MULLA PERIYAR SCRAP BOOK
by K Vijayachandran
MULLA PERIYAR SCRAP BOOK-PART II
By Engr. K Vijayachandran FIE
Mulla Periyar, the more than a century old gravity dam in Kerala owned and operated by the neighboring state of Tamilnadu is once again live in the regional media. It is a ping-pong game, quarter century old and played by the media and opportunist politicians from both sides both sides. Its entertainment value had greatly come down with the last definitive verdict by Supreme Court, about an year ago, authorizing Tamilnadu to go up to 142 feet of reservoir level, six feet above the restrictions fixed by the court in 1979, pending a final decision.
Dispute was about the safety of the old gravity dam and not on any sort of riparian rights. Tamilnadu is quite within its legal and moral right to store the water in the reservoir up to 142 height which is supported by the best of professional opinion in India, globally respected for its dam related expertise. Kerala has lost the case legally, morally and politically. Its last weapon was a horror film DAM900 depicting the massive destruction of four Kerala districts with a population of over four million ion people.
Horror scenes with tens of thousands of bloated carcasses of humans and animals floating around the flood were acclaimed as great cinematic achievements. But hardly anybody, in Kerala, was interested in the movie and Tamilnadu had simply banned its exhibition: Film had proved beyond doubt the limitations of art in distorting facts and manipulating human minds. Opportunist politics and other vested interests have totally failed in instigating processions and satyagrhas, this time, despite attempts by small sections of the media. Some five hundred families staying on the downstream of Mulla Periyar were advised to move to safer places. But they were not convinced about the official logic.
There is the argument that even the best of predictions could go wrong some time and the preparations to deal with accidents may not work. They insist on unreasonably high safety factors. However, one of the suggestions now made by the Kerala side is worth considering: Why not limit the water level in Mulla Periyar to the minimum dictated on by the actual irrigation demands on the Tamilnadu side. Kerala has suggested that level in MP may be raised beyond 136 feet only after filling the Vaigai reservoir to the maximum limit, and only when it is absolutely necessary for the farmers.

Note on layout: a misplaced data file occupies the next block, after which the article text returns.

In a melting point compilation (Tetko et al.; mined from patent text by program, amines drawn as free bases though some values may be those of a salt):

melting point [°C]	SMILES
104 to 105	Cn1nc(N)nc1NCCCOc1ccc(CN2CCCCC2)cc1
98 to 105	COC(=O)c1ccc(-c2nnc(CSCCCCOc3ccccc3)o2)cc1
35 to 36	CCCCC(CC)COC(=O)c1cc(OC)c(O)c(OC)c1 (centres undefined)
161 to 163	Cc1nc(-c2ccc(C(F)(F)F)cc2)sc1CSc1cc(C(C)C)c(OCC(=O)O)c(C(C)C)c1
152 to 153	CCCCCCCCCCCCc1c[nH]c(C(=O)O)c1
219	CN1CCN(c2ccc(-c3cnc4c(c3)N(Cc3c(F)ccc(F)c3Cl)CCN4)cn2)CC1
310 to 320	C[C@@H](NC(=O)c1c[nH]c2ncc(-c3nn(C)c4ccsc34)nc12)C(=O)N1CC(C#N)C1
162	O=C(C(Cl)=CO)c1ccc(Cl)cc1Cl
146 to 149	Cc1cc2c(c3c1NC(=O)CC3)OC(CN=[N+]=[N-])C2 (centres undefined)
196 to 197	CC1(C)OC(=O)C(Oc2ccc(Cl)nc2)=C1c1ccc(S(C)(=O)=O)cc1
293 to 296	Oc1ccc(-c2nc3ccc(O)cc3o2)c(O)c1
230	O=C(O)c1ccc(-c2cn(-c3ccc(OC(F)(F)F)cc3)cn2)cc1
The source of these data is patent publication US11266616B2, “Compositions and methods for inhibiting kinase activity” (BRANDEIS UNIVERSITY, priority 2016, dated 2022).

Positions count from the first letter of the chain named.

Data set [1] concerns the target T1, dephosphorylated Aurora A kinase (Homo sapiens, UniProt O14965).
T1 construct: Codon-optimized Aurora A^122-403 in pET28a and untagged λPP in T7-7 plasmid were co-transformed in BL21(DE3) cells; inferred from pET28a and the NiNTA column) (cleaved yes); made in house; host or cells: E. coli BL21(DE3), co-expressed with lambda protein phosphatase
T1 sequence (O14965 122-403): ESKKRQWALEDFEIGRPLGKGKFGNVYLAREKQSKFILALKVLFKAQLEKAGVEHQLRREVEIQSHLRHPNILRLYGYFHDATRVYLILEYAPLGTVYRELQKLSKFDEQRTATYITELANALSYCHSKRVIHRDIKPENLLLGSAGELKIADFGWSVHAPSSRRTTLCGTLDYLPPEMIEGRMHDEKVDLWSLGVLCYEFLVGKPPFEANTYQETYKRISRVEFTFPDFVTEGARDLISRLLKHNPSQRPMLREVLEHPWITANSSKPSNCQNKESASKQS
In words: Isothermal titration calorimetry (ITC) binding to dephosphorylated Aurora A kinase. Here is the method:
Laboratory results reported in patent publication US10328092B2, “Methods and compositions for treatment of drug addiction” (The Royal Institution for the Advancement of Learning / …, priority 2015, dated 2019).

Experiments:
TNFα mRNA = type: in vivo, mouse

This is break from the endless debates on safety, possibly a healthy development: by moving to a dialogue mode, lot of problems could be easily resolved. In fact, when and how much water was required by Tamilnadu farmers or the actual storage and water level requirements were never discussed or debated by the court or the media. Let us hope that that such discussions will take place, now: After all, dams and reservoirs are extremely flexible instruments and we are sure to discover plenty of solutions, as we play them.
Another equally interesting debate has now sprouted from the higher water levels of MP. This relates to the over 6400 acres of land that got re-submerged under water, after some three and a half decades. Reports are slowly coming in on the desirability of ecological and environmental changes these areas are now undergoing: Such issues, though not unexpected, were never discussed or debated within or outside the trial courts.
Earlier, there were also stray reports on illegal settlements, by businesses, tourism and religious establishments that had come up on the tracts of lands vacated by MP waters. We may hear about them more in the coming days.
19th Nov 2014